Having caught wind of my burgeoning musical interests, family friends Shannon and Steve rode in to the rescue: the Punks vs. Psychos gig was entirely their idea  It’s funny how the adults who have known you since infancy suddenly become shepherds of cool.  These guys had seen The Clash, been to England, and had a seemingly limitless supply of secondhand Doc Martens to gift me.   They even had a nephew, Keenan, who quickly became my accomplice in the search for anything punk as fuck in our sleepy cow town.  They were like punk rock fairy godparents.

It took over an hour to drive into Seattle.  The evening was particularly thrilling not only for the culture shock, but for the taboo: it was a school night.  Before door time, Shannon, Steve, Keenan and I made a pit stop at Dick’s Drive-In, an institution well known by Washingtonians.  Dick’s is a golden-era burger joint that’s been around since 1954-which is truly arcane for the West Coast.  They serve greasy fare impervious to requests of  customization.  No add this, no hold that.  It’s the opposite of Burger King.  Want it your way?  Fuck off.  Come to think of it, Dick’s is more punk rock than I ever realized.

Being a drive-in Dick’s had no place to sit, so we took our feast to the car, American Graffiti style.  We each devoured the divine trio of cheeseburger, french fries and milkshake.  Despite the sating meal I was wracked with nerves, expecting the kind of rejection I’d found at Denny’s-or worse.  As we pulled past Graceland to park the car I saw a slew of punks lined up alongside the venue’s exterior, which was painted a menacing combination of red and black.  All against the wall were ornate biker jackets overpopulated with shining silver spikes crowding the shoulders like barnacles on the hull of a ship.  Mohawks, Docs, torn jeans; the whole stereotypical bit.  Then of course there were the psychobilly kids: men with slicked-back ducktails and cuffed jeans, and chicks touting Rita Hayworth hair and red lipstick.  The aesthetic dissonance between the two clans made me feel like I was witnessing The Outsiders or West Side Story.

As we hitched ourselves to the end of the line I could feel curious stares from all around.  It was an all ages show, but it still must have been odd to see two 12-year-olds in attendance, and goofy looking ones at that.  My jeans were too baggy.  My leather jacket was all wrong, more bomber than biker.  And, in a sad attempt to get a pixie cut, I’d been left with a dense pompadour dyed “chocolate cherry” via Feria boxed color.  I’d heard it was dark inside, and I was looking forward to it.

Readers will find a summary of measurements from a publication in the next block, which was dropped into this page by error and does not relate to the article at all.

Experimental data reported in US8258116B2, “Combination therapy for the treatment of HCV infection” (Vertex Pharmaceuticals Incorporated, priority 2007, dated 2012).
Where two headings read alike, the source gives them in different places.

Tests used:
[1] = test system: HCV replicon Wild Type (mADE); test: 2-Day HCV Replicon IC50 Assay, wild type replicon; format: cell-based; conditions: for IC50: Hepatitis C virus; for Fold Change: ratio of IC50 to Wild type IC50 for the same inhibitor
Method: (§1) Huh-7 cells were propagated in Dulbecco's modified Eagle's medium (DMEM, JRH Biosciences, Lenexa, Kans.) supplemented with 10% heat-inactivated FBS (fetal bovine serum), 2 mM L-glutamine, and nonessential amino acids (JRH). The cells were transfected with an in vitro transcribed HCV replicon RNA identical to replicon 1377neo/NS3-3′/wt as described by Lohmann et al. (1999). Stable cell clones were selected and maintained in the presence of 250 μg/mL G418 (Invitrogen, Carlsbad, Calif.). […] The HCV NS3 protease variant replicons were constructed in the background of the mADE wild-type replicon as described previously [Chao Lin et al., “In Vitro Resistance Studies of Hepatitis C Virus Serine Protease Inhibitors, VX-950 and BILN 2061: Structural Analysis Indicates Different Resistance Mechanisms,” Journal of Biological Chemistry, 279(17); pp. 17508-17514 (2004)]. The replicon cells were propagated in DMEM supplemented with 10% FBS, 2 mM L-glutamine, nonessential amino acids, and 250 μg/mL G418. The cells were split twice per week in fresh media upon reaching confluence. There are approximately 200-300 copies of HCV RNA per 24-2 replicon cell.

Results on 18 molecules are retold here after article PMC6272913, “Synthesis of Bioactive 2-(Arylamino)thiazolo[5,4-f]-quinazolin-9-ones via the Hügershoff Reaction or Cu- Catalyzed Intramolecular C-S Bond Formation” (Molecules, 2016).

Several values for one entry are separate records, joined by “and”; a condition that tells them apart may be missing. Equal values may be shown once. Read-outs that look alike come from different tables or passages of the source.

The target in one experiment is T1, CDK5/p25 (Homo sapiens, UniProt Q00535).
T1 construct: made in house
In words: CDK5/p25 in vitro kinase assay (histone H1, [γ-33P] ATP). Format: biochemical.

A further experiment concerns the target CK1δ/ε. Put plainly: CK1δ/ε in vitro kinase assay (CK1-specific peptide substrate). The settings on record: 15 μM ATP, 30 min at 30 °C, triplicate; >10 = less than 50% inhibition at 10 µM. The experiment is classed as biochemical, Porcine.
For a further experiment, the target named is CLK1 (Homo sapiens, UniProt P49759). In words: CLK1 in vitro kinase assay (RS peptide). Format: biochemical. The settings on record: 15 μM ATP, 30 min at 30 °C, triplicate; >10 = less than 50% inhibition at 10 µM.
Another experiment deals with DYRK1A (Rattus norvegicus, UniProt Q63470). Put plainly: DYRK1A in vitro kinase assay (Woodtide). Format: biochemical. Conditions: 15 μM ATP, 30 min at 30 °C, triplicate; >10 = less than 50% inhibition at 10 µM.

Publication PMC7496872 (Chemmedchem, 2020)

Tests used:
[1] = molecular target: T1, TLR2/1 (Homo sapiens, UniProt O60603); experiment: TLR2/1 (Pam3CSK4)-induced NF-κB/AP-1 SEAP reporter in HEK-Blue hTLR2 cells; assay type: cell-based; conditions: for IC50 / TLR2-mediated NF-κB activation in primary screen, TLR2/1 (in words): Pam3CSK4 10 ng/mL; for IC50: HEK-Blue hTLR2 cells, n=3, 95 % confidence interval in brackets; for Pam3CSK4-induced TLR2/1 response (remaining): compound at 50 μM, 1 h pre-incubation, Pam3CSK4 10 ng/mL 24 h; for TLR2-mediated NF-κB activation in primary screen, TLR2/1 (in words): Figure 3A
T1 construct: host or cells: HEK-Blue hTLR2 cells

Even better, the audience was shrouded in smoke, a welcomed invisibility cloak for me.  It was difficult to see anything in fact, given the atmospheric fog, but also because everyone was much older, much taller, and their hairdos added a decent four to six inches on top of that.  I’d never seen anything like it.  I thought punks-actual punks-had died out in the 80s, when they became two-dimensional villains in b-movies.

It wasn’t long before word got around the venue that half of the bands for the evening had cancelled.  The bill turned out to be near punk-less as both The Distillers and Lars Frederiksen & The Bastards had cancelled.  Local punk-ish band Mea Culpa had been tacked on last minute, but  what was supposed to be my first punk show ended up being my first psychobilly show, which I was excited about because I knew no one at school would know what the fuck that was.

A large portion of the set is blurry to me, perhaps because the air itself was blurred by all that smoke.  Or it could have been the impromptu bloody nose that was summoned by the dryness in the room (this was a great thing because all of the girls in the bathroom assumed I’d been punched).  But I sharply remember the moment Nekromantix took stage, all armed with instruments like I’d never seen.  Frontman Kim Nekroman’s upright bass was an enormous coffin crowned with a cross headstock.  I remember how menacing they seemed to me at the time, singing freely of murdering cheerleaders, necrophilia, and the underground muse to many artists, Bela Lugosi.

The very chord of their first song hurled the crowd into a fit.  The room began to churn in a circle  pit, fists flailing in every direction and girls and boys alike tumbling to the floor repeatedly.  In hindsight it’s all camp, but at the time it was equally thrilling and terrifying.  The seemingly pointless aggression intrigued me, and I knew in that moment there was no going back.

CMJ 2015: Bands to Hear

CMJ Music Marathon 2015 is here. With an overwhelming abundance of artist to sort through, we made your life easier by providing you with a list of a few can’t-miss bands to hear. Read on.

Cosmo Sheldrake

Cosmo Sheldrake